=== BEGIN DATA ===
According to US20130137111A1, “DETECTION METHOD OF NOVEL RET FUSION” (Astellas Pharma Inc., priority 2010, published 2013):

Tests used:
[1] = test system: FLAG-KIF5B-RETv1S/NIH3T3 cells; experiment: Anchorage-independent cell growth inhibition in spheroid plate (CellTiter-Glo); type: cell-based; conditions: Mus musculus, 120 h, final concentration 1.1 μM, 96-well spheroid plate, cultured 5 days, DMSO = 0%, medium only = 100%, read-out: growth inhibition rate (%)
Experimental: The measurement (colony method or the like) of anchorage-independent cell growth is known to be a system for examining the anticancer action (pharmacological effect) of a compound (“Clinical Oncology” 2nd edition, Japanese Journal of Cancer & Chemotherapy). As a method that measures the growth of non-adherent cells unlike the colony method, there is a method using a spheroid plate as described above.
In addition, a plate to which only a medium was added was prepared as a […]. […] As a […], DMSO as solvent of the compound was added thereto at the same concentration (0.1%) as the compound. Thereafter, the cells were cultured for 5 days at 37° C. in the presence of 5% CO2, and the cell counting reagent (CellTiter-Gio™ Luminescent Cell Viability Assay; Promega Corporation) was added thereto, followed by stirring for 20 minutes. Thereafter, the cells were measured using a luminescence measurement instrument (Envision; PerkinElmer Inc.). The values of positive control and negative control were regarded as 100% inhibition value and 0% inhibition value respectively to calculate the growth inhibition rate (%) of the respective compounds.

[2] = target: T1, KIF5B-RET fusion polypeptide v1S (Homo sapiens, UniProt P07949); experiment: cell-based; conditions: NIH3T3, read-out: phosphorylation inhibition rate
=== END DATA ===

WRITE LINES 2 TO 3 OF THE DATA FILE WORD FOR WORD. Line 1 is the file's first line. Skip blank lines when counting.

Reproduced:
Tests used:
[1] = test system: FLAG-KIF5B-RETv1S/NIH3T3 cells; experiment: Anchorage-independent cell growth inhibition in spheroid plate (CellTiter-Glo); type: cell-based; conditions: Mus musculus, 120 h, final concentration 1.1 μM, 96-well spheroid plate, cultured 5 days, DMSO = 0%, medium only = 100%, read-out: growth inhibition rate (%)